Bioenergy

What is Bioenergy?

Bioenergy is generated from algae, crops, plants and trees (known as biomass) and either burning these or converting them into liquids and gases.

The technologies for generating bioenergy include: solid wood heating installations for buildings; biogas digesters for power generation; large-scale biomass gasification plants for heat and power; and biofuels for cars.

Why is it important?

  • Bioenergy is the single largest renewable energy source, providing 10% of the world’s primary energy supply. It is hugely important in many developing countries.
  • The UK government has forecast that by 2020 biomass could generate 10% of the country’s current electricity supply, enough for around 8 million homes.

Our expertise & activities

  • We are developing new sources of biodiesel and seeking to improve the yields and sustainability of current crop-based biofuels.
  • We are developing new designs for anaerobic digestors (“AD”).
  • We have unique facilities to test biofuels in aviation turbines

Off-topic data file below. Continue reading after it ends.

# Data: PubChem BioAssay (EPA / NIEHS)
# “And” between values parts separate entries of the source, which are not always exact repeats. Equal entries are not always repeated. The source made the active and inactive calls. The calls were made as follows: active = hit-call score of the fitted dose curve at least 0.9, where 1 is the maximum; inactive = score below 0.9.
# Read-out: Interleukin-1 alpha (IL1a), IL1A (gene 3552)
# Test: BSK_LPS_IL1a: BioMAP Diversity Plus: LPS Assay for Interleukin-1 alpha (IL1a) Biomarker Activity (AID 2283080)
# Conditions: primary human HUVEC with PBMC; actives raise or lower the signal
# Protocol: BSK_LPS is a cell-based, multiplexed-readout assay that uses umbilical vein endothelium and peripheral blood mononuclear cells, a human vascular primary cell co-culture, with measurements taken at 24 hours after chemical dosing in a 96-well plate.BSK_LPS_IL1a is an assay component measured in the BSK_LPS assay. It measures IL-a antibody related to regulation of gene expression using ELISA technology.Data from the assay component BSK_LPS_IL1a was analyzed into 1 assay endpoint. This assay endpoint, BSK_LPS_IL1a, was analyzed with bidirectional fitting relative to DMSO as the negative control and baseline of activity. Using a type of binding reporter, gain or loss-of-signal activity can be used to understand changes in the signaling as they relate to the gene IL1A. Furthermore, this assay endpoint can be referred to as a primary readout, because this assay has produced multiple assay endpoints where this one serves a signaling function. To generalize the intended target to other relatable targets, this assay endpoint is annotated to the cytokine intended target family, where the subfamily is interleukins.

Detailed research areas

  • Sustainable liquid biofuels from biomass refining.
  • Solar energy utilisation in bacteria.
  • Biorenewable fuels and materials.
  • Bioreactor enhancement using microbubble cloud generation from fluidic oscillation.
  • Integration of fluid dynamics with biological and physicochemical models.
  • Computational Fluid Dynamics (CFD) modelling of Anaerobic Digestion.
  • Development of a highly efficient waste to ethanol process and also applied to algal growth.
  • Dual mode plasma UV microreactor for ozonolysis and hydrogenation green chemistry.
  • Developmental biology of plants aimed to increase the economic potential of plants grown for biofuel.
  • Mechanisms of lignocellulose degradation by bacteria isolated from cattle rumen.
  • Fundamental investigations into combustion, gasification, and pyrolysis of biomass and the associated power generation systems.
  • Technology development and environmental assessment of alternative fuels for thermal power plants including biomass.
  • Development and testing of sustainable aviation fuels

Key people (A-Z)

Dr Simon Blakey
Senior Lecturer, Department of Mechanical Engineering

Dr Mark Dickman
Reader in Bioanalytical Science and Engineering, Department of Chemical and Biological Engineering

Dr Bhupendra Khandelwal
Lecturer, Department of Mechanical Engineering

Dr Bill Nimmo
Reader in Energy Engineering

Dr Raman Vaidyanathan
Lecturer in Biological and Bioprocess Engineering

Prof. Will Zimmerman
Director of Research in Chemical and Biological Engineering

 

For more information please contact Dr Bill Nimmo.